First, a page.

Many executives in both public and private corporations have the opportunity to build their wealth to some form of stock-based compensation, including but not limited to stock options. It is very common, for executives to lose focus on this important wealth building strategy and tool. It is not uncommon for executives to miss expiration dates on their stock options losing any value they may have. Others may miss the opportunity to optimize their options for a variety of other reasons.

One concept that many executives don’t recognize is the “endowment effect” in the holding of their stock-based compensation. Richard Thayer, a behavioral finance expert, coined the phrase. It is based on the notion that we over value things that we already own over things that we may purchase.

In other words, our company stock is more valuable because “I” own it.  If I were going to purchase it with cash, it may seem less valuable.

Having a tracking system that measures the value of holding a stock-based compensation, versus selling it now, is critical to optimizing stock-based compensation. Using statistical methodologies, such as Black Scholes, can provide valuable information to make decisions from. For example, White Oaks tracks all options for our executive clients and monitors ongoing decision points to maximize the wealth building impact.

And of course, a well-crafted financial plan can magnify the impact they may have on an individuals or family finances.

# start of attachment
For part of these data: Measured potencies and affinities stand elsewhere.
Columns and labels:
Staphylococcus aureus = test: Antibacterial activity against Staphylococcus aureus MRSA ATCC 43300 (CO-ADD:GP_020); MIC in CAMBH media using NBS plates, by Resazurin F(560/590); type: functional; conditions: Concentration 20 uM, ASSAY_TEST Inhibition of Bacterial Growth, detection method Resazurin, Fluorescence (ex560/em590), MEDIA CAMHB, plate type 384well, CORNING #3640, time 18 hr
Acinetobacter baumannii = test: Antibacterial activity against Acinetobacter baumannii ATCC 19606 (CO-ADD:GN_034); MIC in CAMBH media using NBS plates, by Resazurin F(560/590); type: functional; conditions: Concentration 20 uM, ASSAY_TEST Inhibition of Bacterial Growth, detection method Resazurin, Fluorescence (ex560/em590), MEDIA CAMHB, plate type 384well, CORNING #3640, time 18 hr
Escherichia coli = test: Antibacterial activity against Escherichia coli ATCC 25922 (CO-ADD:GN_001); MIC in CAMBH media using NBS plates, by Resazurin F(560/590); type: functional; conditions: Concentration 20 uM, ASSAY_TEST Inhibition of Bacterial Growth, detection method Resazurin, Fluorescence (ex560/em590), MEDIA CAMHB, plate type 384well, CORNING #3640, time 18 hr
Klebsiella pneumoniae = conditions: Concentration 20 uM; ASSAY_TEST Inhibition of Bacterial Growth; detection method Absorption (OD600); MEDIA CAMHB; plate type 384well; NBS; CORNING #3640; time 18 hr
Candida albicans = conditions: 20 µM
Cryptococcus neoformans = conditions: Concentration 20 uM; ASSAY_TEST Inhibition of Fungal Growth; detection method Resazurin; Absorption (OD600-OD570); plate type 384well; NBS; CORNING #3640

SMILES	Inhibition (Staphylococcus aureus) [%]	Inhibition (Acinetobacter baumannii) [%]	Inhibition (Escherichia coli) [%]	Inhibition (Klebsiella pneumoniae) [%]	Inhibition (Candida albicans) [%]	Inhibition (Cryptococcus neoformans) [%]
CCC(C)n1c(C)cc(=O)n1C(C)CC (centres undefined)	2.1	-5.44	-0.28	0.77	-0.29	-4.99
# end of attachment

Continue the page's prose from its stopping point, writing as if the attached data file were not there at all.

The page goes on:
If you would like more information, read our white paper, Three Things  Executives Often Miss in Maximizing Their Stock-Based Compensation”.

The foregoing content reflects the opinions of White Oaks Wealth Advisors and is subject to change at any time without notice. Content provided herein is for informational purposes only and should not be used or construed as investment advice or a recommendation regarding the purchase or sale of any security. There is no guarantee that the statements, opinions or forecasts provided herein will prove to be correct. All information or ideas provided should be discussed in detail with an advisor, accountant or legal counsel prior to implementation.

Past performance may not be indicative of future results. Indices are not available for direct investment. Any investor who attempts to mimic the performance of an index would incur fees and expenses which would reduce returns.

Securities investing involves risk, including the potential for loss of principal. There is no assurance that any investment plan or strategy will be successful.